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16 Jun 2017
MOOC or in-class training?
Mark KerznerPosted in: MK, Training 0

In his article, “How the pioneers of MOOC got it all wrong,” Robert Ubell quotes surprising statistics. To-day, 58 million people have signed up for an MOOC (which stands for Massive Open Online Courses), but the completion rate is between 7% to 12%. Many people quit watching after a few minutes, and many are just “grazing,” picking a piece of knowledge they were looking for, here and there. The majority of those who do finish the course are self-learners, many with advanced degrees.

On the other hand, recently developed “Active learning,” in use in very many colleges and training schools, boasts much higher completion rate. Why? – As it was found in over 225 studies, the availability or price of a lecture is not the main factor for the success of the students. Rather, it is their commitment and the quality of the learning process. “Active learning” has been developed in the recent years, and it may be viewed as colleges’ answer to MOOC, which takes advantage of the interactive in-class learning. It increases students’ engagement and reduces the probability of failure by the factor of 1.5.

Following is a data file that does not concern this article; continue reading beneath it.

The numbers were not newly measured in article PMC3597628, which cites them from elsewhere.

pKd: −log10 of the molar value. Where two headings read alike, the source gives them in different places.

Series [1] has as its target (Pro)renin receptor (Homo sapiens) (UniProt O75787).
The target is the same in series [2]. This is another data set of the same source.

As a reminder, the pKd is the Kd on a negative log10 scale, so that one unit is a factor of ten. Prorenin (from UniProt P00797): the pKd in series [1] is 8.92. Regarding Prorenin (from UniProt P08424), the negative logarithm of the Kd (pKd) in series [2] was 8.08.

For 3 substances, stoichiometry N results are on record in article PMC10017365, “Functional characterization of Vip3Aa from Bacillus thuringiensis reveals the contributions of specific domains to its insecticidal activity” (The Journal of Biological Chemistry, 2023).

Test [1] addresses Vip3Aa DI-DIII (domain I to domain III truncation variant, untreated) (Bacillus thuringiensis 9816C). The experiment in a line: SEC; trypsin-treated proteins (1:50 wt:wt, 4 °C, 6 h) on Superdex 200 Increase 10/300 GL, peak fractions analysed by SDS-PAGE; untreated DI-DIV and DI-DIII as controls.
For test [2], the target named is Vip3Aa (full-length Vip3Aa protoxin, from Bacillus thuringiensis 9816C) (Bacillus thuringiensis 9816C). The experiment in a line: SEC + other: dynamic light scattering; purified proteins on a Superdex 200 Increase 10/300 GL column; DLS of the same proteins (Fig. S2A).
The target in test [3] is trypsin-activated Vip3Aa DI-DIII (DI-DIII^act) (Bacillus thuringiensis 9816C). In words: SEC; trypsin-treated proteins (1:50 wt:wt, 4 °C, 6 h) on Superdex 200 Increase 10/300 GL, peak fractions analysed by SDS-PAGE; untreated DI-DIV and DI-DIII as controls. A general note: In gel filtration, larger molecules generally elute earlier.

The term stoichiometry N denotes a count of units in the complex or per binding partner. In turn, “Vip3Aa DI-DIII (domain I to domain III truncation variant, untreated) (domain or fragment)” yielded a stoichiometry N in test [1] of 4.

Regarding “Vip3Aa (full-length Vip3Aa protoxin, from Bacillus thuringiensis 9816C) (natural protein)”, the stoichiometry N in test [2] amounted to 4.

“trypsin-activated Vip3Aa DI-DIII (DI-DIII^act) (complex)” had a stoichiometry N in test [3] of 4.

So what is active learning? According to the University of Michigan Center for Research of Learning and Teaching, it is a process where students engage in activities that promote analysis, synthesis, and evaluation of what they learn. Cooperative learning, problem-based learning, and the use of case methods and simulations are some approaches that promote active learning.

As it turned out, the stellar lecturer does not outperform a regular teacher who is using active learning in class. Thus, both learn from each other. MOOC is beginning to understand its limitations, whereas in-class learning is motivated to develop new ideas which distinguish it from the lecture-based learning and which take advantage of the interactivity possible only in the in-class setting.

We at ElephantScale love and use active learning. The best example I can give is that during our NoSQL data modeling we break the students in groups, assign them names, like “Bold leopard” or “High-flying eagle,” and then each group works on and presents their design.

You can also compare this to exercise: few people exercise with a recording, more go to the gym, to attend a class with a trainer and a peer group, and some even get a trainer to work with them on a person-to-person level. In my class, I have once been praised for forcing my students to learn!

Thus, MOOC and in-class learning both do with the other one cannot. My explanation is that, simply, there is more knowledge needed and available in the world. With many ways of learning, now is the best time for everyone to get involved in this exciting, useful, and profitable activity on an everyday basis.

(Image source: PixelBay)

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